a respiratory infection, but rather a reaction to pollen.   In the case of confirmed SPAOPD, your vet may even recommend managing your horse’s environment.  These measures could include attempting to move the affected horse to a different location or to a dust-free stable, unfortunately environmental management alone is rarely very effective and is not always possible [3].

In addition to environmental and pharmaceutical measures, certain natural products have been reported as complementary treatments. Several natural ingredients have been used in the management of upper respiratory infections and asthma for over 5,000 years [6, 7].  Research into human asthma has shown that treatments can be improved by using natural products to complement traditional medications [7].  Many different products or plant-based chemicals have demonstrated different mechanisms of action as anti-asthmatic properties.  Menthol has been linked with improvements in airway hyper-responsiveness and in reducing a heightened cough reflex in both humans and animals [7,8].

].  Eucalyptus and aniseed have demonstrated the ability to dilate the constricted airways and reduce inflammation [7].  These combined actions are also further linked with reductions in the excessive mucus formation, as can be found in obstructive pulmonary diseases.

Overall Health and Summer

As well as increased pollen levels, Summer grazing often results in an increase in grass, overall protein, fibre and energy (calorie) levels in a horse’s diet.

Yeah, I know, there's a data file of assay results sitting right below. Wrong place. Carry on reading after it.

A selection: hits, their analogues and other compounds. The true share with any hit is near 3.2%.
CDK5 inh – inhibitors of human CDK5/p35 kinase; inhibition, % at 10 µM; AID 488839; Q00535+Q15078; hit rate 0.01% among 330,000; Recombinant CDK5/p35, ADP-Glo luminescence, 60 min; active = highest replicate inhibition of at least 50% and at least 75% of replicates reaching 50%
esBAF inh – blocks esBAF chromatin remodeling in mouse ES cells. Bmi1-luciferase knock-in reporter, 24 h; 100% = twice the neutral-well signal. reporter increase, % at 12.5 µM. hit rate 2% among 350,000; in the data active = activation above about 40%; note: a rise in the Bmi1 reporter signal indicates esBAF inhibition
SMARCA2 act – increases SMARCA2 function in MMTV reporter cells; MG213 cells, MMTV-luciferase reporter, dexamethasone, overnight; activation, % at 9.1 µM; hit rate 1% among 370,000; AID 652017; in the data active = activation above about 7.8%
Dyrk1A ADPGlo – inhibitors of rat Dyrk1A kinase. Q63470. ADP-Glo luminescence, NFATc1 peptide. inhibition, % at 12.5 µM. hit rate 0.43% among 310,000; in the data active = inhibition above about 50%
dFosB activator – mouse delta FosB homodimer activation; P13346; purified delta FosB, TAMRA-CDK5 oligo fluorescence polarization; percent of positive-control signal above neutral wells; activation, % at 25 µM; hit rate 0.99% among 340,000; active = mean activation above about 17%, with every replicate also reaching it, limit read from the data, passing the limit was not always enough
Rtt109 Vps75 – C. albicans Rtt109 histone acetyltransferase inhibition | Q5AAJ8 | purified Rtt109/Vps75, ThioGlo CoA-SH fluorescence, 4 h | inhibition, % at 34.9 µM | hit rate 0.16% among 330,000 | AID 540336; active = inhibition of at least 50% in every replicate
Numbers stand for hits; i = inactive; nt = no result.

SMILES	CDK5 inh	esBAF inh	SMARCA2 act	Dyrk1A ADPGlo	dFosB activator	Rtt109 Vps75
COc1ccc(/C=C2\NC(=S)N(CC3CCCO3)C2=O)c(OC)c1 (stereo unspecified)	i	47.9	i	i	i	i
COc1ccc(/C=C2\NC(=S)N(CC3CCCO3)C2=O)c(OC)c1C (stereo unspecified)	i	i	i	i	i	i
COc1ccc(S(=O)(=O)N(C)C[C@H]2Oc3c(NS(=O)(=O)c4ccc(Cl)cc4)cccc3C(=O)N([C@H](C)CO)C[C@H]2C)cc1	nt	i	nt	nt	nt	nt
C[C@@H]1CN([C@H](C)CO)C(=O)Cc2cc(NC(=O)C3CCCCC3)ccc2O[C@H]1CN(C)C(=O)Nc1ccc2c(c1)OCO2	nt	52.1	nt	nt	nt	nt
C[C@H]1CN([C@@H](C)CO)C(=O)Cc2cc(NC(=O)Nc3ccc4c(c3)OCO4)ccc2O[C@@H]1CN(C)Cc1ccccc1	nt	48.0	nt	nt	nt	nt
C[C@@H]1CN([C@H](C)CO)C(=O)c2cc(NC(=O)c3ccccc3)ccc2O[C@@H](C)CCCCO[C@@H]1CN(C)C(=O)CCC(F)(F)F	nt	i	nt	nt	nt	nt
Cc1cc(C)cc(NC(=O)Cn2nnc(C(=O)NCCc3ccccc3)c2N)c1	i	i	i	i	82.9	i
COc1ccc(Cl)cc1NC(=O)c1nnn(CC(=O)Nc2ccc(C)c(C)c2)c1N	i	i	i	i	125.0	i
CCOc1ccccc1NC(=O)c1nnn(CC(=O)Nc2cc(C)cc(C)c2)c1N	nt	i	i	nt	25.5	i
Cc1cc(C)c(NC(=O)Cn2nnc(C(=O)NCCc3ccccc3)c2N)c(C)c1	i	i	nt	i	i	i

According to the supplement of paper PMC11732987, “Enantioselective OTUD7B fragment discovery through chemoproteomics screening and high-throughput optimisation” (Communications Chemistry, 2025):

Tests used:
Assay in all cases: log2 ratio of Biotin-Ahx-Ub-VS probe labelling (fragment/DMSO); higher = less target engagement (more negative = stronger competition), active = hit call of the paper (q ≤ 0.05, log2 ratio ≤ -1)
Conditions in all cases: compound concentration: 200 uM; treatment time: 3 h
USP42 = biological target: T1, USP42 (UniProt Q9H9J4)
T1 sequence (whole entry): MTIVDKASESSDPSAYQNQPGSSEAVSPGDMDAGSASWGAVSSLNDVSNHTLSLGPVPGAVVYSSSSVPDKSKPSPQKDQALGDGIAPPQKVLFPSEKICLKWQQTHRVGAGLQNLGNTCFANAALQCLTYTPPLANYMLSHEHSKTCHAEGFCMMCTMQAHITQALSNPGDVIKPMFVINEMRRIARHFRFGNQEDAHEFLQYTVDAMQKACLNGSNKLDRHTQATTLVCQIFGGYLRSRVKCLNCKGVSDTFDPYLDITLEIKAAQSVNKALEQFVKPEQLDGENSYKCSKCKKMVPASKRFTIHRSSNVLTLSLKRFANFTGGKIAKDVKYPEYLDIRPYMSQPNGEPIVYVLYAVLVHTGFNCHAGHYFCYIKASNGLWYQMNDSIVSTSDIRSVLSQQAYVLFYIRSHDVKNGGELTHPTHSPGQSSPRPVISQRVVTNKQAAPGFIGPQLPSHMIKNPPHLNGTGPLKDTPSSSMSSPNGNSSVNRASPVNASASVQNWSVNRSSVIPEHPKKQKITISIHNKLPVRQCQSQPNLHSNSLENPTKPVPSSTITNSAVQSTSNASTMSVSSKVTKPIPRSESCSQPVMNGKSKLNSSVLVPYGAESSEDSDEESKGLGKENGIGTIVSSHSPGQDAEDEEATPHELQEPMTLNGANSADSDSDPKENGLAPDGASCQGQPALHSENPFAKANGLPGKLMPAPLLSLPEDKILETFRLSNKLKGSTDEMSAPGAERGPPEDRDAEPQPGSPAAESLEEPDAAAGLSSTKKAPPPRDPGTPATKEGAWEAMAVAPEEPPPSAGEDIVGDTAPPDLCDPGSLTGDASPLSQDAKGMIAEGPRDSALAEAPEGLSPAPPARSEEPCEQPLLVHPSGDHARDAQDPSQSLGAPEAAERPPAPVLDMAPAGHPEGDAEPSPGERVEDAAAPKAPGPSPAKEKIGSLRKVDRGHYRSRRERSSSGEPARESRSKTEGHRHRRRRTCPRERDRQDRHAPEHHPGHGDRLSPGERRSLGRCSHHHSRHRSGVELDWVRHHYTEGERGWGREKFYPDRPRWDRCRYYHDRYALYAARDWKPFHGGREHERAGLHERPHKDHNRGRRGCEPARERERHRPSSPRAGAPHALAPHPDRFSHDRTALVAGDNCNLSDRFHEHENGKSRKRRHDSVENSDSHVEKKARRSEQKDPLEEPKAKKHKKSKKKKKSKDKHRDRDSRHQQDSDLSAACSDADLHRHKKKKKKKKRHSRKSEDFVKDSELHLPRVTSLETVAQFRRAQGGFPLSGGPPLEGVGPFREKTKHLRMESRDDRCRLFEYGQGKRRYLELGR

As over half the UK horse and pony population is either overweight or obese [9], Summer can mean for many, that hard or bucket feeds need to be reduced or removed to prevent further weight gain.   I often hear of horses being offered a token bucket that contains a small amount of feed.  As most compound feeds have a minimum feeding rate of 2kg/day and balancers a feeding rate of 500g/day for a 500kg horse, a token bucket could leave them short of their vitamin and mineral requirements.   An alternative method for supplying vitamins and minerals required to balance a ration with sufficient grazing, is feeding a vitamin and mineral supplement.

These are commercially available in powder, pellet or field block formulations.  While all presentations could be suitable, field block options, such as a Horslyx Balancer, can be particularly convenient.  These are suitable to be placed in the grazing area to provide free

access, without the need for chaperoning bucket feeds, or without the need to physically remove the horses from the field at mealtimes.

Horslyx Respiratory Balancer achieves the convenience of a field block, in a formulation that ensures sufficient vitamin and mineral intake alongside suitable grazing.  In addition, it also contains menthol, eucalyptus, and aniseed, ingredients that have been linked with increased respiratory health in hyper-responsive individuals.